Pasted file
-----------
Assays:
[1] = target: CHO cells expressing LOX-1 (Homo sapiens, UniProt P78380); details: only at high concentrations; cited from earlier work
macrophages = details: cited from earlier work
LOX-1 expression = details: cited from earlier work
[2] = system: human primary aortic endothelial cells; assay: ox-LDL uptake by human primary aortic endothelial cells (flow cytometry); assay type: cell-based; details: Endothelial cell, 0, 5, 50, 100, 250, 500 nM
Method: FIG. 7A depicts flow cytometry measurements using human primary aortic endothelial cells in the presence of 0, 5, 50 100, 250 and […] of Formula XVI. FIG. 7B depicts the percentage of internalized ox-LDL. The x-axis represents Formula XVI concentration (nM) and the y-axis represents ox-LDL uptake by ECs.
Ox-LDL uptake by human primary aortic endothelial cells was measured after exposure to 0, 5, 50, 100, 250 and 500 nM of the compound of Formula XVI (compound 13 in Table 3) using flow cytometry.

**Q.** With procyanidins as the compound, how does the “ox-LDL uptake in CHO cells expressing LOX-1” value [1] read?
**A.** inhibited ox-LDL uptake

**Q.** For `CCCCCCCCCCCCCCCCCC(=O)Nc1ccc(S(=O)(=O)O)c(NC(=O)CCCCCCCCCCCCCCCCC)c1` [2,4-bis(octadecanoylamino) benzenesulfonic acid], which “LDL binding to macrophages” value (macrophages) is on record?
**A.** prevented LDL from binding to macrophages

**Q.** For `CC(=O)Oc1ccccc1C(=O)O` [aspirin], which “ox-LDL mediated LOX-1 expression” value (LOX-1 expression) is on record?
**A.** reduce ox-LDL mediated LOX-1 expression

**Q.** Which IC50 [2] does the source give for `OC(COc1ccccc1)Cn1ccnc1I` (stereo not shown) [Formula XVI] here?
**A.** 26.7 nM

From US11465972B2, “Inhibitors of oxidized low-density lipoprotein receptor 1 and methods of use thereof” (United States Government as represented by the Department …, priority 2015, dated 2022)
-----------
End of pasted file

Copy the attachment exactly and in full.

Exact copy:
Assays:
[1] = target: CHO cells expressing LOX-1 (Homo sapiens, UniProt P78380); details: only at high concentrations; cited from earlier work
macrophages = details: cited from earlier work
LOX-1 expression = details: cited from earlier work
[2] = system: human primary aortic endothelial cells; assay: ox-LDL uptake by human primary aortic endothelial cells (flow cytometry); assay type: cell-based; details: Endothelial cell, 0, 5, 50, 100, 250, 500 nM
Method: FIG. 7A depicts flow cytometry measurements using human primary aortic endothelial cells in the presence of 0, 5, 50 100, 250 and […] of Formula XVI. FIG. 7B depicts the percentage of internalized ox-LDL. The x-axis represents Formula XVI concentration (nM) and the y-axis represents ox-LDL uptake by ECs.
Ox-LDL uptake by human primary aortic endothelial cells was measured after exposure to 0, 5, 50, 100, 250 and 500 nM of the compound of Formula XVI (compound 13 in Table 3) using flow cytometry.

**Q.** With procyanidins as the compound, how does the “ox-LDL uptake in CHO cells expressing LOX-1” value [1] read?
**A.** inhibited ox-LDL uptake

**Q.** For `CCCCCCCCCCCCCCCCCC(=O)Nc1ccc(S(=O)(=O)O)c(NC(=O)CCCCCCCCCCCCCCCCC)c1` [2,4-bis(octadecanoylamino) benzenesulfonic acid], which “LDL binding to macrophages” value (macrophages) is on record?
**A.** prevented LDL from binding to macrophages

**Q.** For `CC(=O)Oc1ccccc1C(=O)O` [aspirin], which “ox-LDL mediated LOX-1 expression” value (LOX-1 expression) is on record?
**A.** reduce ox-LDL mediated LOX-1 expression

**Q.** Which IC50 [2] does the source give for `OC(COc1ccccc1)Cn1ccnc1I` (stereo not shown) [Formula XVI] here?
**A.** 26.7 nM

From US11465972B2, “Inhibitors of oxidized low-density lipoprotein receptor 1 and methods of use thereof” (United States Government as represented by the Department …, priority 2015, dated 2022)